What is transplanting?
Lifting a tree from the ground and transferring it to a new home. Do you realize a certain tree was planted in the wrong spot? Do you wish to move and carry a beloved tree with you? Do you think a particular tree has outgrown a certain space? Basically, all the problems can be sorted through transplanting. Many planters wonder how and when to transplant their trees. This is a guide on best practices during transplanting.
Ideal time for transplanting.
Transplant a tree only when it is dormant in spring or fall. Uprooting and transferring a tree with full leaves destroys the trees water flow systems. Such a tree could suffer from transplant stress and would struggle to establish in its new location.
A dormant tree, on the other hand, does not rely much on the water supply and does not need its leaf and fruits. Transplanting such a tree gives it time to establish its roots and stock nutrients before the start of the next growing season. Transplanting trees in winter when there is frost risks damaging the roots and makes the whole process difficult.
Planters must ask themselves whether the site meets the growing conditions of the tree. suitability of the site must be evaluated for factors such as drainage, soil nutrients and pH and exposure to light. This evaluation increases the chance of success. If a site does not meet the criteria required a planter should consider a different site. The ideal location can be dictated by the size and specs of the tree.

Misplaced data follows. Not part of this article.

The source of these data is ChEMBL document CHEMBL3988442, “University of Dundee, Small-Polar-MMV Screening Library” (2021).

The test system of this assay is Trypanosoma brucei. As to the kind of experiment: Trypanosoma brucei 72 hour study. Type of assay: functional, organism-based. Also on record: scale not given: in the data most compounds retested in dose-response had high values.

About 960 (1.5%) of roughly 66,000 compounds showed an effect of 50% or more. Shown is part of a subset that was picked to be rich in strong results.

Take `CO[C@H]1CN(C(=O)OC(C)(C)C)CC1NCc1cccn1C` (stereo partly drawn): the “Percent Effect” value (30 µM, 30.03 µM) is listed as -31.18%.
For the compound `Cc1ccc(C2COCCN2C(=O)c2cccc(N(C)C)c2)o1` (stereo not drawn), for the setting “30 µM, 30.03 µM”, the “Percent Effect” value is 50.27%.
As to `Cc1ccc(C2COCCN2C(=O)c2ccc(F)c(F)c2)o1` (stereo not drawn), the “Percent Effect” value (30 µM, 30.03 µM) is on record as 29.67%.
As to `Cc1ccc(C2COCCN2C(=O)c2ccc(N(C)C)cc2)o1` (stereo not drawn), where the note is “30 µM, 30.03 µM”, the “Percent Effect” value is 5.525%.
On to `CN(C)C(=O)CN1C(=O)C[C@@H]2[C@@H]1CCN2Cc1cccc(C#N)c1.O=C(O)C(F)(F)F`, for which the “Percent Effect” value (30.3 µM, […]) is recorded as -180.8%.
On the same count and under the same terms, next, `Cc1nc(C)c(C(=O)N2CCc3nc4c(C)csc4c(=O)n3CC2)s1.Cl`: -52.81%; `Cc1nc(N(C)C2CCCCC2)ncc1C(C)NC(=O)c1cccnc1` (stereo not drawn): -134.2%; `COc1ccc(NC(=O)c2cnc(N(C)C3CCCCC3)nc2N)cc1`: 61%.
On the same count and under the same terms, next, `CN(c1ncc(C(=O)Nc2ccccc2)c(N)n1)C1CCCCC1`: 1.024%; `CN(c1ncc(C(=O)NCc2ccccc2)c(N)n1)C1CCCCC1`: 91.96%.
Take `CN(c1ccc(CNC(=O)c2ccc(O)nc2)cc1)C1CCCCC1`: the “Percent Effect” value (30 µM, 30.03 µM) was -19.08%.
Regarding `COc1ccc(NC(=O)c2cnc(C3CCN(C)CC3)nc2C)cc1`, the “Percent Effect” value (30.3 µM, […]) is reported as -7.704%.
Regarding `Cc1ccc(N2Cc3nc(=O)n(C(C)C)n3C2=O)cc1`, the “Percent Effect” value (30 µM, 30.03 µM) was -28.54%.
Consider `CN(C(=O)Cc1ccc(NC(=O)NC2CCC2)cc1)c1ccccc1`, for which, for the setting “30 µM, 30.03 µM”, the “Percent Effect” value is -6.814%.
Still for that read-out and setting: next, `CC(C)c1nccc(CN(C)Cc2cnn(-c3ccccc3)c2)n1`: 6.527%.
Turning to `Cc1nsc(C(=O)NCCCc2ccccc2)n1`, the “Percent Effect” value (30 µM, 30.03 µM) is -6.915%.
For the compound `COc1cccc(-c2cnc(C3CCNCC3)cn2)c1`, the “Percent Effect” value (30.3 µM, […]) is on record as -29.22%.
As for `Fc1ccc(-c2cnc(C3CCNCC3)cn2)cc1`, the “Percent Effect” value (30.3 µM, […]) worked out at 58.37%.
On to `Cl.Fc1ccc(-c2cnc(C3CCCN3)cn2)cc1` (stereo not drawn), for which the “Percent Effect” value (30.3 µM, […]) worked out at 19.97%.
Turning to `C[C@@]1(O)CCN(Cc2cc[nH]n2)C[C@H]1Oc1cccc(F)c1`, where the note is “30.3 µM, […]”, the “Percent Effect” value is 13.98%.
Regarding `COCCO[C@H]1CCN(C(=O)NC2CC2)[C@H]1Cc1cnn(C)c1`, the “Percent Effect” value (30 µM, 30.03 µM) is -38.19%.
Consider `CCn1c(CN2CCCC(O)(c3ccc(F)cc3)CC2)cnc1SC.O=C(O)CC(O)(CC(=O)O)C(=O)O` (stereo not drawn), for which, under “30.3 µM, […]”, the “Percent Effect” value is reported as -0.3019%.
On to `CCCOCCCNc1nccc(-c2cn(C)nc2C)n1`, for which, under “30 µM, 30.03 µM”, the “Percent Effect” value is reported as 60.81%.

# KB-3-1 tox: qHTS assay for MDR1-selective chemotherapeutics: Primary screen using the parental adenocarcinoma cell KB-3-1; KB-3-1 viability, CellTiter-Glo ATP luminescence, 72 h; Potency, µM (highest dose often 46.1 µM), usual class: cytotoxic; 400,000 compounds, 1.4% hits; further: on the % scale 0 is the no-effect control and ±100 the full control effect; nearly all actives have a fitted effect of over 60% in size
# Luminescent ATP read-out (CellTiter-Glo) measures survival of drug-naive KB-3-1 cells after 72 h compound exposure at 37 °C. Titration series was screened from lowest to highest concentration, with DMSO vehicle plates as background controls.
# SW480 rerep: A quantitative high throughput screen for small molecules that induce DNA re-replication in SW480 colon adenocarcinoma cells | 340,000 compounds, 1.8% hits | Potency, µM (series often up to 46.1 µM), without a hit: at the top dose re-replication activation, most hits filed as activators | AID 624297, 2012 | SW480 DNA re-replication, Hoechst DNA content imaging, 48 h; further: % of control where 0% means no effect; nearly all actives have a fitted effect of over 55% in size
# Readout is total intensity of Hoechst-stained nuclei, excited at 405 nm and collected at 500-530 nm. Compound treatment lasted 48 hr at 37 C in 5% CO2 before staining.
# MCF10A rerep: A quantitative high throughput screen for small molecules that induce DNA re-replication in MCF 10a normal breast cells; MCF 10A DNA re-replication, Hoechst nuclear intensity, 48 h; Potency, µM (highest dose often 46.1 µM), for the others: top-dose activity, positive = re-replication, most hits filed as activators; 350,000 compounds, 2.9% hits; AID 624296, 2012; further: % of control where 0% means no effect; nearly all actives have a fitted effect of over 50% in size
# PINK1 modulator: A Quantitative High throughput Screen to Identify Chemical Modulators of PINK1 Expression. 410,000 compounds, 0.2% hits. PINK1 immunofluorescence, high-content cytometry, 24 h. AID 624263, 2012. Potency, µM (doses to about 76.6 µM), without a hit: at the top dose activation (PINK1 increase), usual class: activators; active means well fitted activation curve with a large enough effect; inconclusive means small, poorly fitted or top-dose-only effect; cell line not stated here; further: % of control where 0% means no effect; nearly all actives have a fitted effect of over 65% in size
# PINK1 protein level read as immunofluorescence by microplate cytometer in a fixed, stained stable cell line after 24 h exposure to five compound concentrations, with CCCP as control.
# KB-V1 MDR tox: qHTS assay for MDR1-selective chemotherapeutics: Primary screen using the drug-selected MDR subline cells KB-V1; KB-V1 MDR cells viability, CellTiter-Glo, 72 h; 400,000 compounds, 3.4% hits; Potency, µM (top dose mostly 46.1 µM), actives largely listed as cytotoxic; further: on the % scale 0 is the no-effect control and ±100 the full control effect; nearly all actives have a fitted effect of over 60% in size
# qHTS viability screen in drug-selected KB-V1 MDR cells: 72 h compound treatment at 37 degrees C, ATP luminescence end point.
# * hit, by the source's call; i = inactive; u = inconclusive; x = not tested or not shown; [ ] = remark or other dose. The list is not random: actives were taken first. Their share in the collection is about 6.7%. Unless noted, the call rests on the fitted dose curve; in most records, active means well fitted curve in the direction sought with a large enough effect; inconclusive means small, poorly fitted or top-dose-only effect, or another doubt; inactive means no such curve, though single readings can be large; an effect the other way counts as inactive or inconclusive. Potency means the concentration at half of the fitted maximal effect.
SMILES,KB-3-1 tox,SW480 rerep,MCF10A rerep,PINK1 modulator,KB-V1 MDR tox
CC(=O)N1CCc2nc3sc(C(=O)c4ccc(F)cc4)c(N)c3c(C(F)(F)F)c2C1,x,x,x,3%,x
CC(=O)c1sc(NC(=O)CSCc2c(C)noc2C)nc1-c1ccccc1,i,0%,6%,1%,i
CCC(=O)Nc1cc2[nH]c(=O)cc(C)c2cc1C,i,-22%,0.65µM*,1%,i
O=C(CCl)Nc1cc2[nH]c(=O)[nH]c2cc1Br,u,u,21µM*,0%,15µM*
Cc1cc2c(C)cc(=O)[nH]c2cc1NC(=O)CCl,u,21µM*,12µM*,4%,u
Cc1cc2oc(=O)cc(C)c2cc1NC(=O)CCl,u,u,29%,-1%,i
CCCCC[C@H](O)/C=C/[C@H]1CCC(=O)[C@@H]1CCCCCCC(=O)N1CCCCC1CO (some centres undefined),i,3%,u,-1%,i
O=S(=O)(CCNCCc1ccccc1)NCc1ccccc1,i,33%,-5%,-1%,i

Other factors to consider include underground and overhead utility lines. Mature height of the tree is considered for the overhead utilities.
Transplanting mature vs young trees.
All trees regardless of the size or age experience shock after transplanting. However younger trees recover aster than mature trees. Mature trees require more aftercare after transplanting.
Transferring developed trees is somewhat risky because most of the feeder roots will be damaged. Feeder roots are responsible for absorption of water and mineral salts. To reduce the shock, root trimming s recommended slightly before transplanting depending on the size and type of the tree. Pruning encourages growth of a flush of new feeder roots.
Root pruning is recommended in the fall followed by transplanting in spring. Over the winter when the tree has no burden to support much growth it grows new feeder roots. Methods of pruning include cutting around the area of the future root ball with a spade.
Reaction to transplanting depends on the species of the tree. Some species like red maples and bald cypress generally react better to transplanting.
- Field preparation should be done prior to transplanting. A budget should be in place before starting to move the tree.
- Soak the area around the roots to hydrate the tree and to ensure the soil stays together in a neat root ball when uprooting.
- Once uprooted the tree should be moved carefully using a cart. The goal is to keep the root ball intact. You can hold the roots together using untreated natural twine
- The tree should be set at the same depth and the hole filled with top sol.
- Mulch lightly to a depth of 3-4 inches making sure to avoid the bark.
- Adequate water should be provided throughout the next growing season.